UPDATED info from the Middletown Journal:
Investigators say that this teen had been running the operation since he was 15 years old and he had several high school students working for him. This adds to the severity of the crime, as he was not only ruining his own life, but several other teens’ lives as well. The spokesperson also said that this boy looked amazingly clean cut and that you’d never suspect he was running a major drug operation.
Read the journal for all of the details.
A Cincinnati teen faces drug dealing charges, after authorities broke up what they say was a $20,000 a month operation.
Detectives found $6,000 in cash at the boys home and they served search warrants at three different locations and discovered what they say was $3,000,000 in marijuana plants.
There’s no word on how long this operation was active, but detectives did point out that the 17-year-old made it a point not to sell on campus.
If what the police say is true, who was this teen dealing to?
Were students buying this much marijuana off-campus?
More details will surely come out on this case, as several others were arrested. But authorities say the 17-year-old high school senior was the mastermind behind the operation.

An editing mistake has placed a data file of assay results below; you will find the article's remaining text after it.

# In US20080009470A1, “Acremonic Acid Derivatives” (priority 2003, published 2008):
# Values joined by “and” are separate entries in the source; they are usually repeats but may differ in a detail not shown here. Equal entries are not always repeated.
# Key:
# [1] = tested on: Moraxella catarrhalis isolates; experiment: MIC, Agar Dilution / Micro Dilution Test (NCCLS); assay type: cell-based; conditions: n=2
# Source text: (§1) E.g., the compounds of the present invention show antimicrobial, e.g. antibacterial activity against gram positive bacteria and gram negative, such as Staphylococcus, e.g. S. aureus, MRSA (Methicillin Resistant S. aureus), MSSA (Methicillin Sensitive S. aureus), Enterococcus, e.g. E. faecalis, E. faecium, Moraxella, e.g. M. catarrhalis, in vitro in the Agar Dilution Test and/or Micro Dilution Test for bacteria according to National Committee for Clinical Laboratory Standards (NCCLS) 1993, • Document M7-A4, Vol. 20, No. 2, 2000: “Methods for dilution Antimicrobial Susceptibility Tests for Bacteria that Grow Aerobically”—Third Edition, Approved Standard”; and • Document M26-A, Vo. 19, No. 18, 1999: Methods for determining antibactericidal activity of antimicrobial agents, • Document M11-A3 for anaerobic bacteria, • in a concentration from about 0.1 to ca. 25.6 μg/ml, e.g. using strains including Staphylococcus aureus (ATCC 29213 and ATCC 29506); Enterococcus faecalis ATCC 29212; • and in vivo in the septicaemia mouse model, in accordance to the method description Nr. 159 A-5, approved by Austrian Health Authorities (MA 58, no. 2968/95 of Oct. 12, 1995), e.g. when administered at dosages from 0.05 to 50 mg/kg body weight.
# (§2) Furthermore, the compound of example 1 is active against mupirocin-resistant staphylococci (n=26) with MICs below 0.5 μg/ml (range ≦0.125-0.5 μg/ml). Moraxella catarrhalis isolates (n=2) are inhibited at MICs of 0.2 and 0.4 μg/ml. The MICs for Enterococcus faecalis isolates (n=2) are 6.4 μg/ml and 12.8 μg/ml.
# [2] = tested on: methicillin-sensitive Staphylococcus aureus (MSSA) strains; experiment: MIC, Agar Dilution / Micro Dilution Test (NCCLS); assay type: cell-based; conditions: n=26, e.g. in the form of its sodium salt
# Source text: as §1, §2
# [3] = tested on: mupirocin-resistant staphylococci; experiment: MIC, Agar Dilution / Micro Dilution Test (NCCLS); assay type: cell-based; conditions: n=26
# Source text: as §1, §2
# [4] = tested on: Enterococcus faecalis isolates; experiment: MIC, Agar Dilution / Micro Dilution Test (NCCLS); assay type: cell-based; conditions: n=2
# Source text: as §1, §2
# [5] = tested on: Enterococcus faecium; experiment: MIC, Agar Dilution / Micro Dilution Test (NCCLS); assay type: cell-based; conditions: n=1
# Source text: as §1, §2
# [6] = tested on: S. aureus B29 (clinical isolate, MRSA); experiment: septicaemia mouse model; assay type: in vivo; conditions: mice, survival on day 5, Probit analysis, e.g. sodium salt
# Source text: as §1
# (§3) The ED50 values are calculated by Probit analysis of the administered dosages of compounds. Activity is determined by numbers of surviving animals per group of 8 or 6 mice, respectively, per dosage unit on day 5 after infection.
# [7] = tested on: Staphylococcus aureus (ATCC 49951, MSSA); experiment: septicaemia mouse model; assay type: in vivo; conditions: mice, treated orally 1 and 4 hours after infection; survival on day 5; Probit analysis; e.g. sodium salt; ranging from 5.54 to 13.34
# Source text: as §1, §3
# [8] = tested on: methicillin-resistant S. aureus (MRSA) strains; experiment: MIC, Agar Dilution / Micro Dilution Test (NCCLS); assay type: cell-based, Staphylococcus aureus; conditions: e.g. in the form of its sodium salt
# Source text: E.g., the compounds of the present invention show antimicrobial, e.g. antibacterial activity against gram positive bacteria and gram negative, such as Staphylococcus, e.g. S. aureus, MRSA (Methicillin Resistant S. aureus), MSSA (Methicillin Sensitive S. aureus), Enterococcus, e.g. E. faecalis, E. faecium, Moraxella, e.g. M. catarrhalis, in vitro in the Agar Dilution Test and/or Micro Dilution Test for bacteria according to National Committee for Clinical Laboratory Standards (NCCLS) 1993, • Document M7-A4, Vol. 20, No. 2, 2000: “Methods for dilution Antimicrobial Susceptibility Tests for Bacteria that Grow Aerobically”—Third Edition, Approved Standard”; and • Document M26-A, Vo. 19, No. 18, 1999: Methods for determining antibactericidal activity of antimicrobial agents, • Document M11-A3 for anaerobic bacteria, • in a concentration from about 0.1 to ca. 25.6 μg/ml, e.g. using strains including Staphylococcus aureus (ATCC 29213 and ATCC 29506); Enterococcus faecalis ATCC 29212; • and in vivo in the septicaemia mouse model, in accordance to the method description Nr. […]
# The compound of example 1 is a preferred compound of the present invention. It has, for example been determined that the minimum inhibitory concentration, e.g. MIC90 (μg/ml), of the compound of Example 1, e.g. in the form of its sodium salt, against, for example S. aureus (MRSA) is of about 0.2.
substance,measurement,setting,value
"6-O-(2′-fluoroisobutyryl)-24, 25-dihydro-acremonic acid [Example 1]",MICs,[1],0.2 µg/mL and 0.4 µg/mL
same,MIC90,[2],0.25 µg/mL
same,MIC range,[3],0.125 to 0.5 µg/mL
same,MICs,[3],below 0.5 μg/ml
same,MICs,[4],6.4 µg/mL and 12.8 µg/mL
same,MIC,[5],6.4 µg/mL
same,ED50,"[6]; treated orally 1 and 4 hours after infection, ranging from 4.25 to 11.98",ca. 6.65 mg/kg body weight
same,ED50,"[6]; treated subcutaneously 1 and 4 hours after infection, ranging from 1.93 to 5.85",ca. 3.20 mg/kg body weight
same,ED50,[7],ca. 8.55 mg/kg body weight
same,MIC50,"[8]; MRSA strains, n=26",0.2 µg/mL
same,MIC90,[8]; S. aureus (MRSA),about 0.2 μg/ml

These kinds of stories serve as a reminder to parents that teens may not only experiment with marijuana, but become criminally involved with it. Possession is only a misdemeanor in most states, but cultivating for sale and selling to minor charges can add up to serious felonies.
Without getting into one of those “gateway” drug conversations, we can say that when a teen is around a drinking or drugged environment, the risk factor of crime or injury is increased.
Talk to your teens about the dangers of alcohol and drugs. This teen may end up facing charges that will keep him behind bars for numerous years. He will miss college and the life that exists right after high school. While others are getting an education, learning a trade, or experiencing life for the first time as adults, this boy, if convicted, will be sitting in a cell.